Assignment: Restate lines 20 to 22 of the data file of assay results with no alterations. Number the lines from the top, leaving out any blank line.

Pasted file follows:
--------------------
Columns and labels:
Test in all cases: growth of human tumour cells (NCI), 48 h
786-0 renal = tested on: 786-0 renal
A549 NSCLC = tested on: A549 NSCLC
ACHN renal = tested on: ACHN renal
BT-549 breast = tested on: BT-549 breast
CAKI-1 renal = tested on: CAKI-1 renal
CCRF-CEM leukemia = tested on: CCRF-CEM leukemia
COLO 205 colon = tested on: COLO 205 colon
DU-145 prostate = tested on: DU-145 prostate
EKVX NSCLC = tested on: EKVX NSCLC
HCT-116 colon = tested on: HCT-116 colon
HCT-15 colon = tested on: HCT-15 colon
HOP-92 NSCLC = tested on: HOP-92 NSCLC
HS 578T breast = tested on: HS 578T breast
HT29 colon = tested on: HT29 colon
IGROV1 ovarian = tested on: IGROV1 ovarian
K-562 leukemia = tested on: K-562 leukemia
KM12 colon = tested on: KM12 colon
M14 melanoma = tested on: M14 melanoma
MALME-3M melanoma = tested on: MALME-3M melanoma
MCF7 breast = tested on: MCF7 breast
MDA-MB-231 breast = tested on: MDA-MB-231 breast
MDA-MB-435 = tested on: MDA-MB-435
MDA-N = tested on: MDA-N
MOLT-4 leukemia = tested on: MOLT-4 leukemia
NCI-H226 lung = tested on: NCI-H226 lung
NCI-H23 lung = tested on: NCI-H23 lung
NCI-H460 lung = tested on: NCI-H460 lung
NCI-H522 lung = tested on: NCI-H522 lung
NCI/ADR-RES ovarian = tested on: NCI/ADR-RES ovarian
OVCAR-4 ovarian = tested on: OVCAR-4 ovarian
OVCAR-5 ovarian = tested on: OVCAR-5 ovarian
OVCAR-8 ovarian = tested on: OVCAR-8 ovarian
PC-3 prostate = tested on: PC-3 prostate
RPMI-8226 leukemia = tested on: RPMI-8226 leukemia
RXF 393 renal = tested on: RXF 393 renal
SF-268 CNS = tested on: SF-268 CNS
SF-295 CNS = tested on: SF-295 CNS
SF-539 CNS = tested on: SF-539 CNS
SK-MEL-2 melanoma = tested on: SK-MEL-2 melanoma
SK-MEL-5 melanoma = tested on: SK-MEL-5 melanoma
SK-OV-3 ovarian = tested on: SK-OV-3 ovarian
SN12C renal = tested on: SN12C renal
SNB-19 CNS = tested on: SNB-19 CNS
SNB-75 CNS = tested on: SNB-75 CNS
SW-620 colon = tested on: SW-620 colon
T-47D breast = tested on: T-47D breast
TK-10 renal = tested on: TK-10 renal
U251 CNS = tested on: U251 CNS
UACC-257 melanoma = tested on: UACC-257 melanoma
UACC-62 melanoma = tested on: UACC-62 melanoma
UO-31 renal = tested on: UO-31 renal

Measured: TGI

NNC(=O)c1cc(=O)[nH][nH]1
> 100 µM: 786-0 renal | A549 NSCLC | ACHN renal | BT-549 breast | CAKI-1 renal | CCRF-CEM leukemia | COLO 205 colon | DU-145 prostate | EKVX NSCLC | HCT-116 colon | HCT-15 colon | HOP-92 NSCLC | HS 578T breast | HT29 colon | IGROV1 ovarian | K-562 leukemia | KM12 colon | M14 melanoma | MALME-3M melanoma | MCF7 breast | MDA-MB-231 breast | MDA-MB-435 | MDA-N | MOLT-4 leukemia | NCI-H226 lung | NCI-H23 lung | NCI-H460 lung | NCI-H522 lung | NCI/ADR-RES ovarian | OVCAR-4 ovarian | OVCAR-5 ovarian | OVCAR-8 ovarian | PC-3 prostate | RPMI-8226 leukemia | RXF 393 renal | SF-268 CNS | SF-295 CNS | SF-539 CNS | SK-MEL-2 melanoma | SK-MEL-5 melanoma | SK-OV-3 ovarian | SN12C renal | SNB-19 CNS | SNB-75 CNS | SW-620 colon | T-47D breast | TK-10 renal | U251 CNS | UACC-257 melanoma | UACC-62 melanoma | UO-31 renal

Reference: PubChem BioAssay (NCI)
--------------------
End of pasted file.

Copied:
M14 melanoma = tested on: M14 melanoma
MALME-3M melanoma = tested on: MALME-3M melanoma
MCF7 breast = tested on: MCF7 breast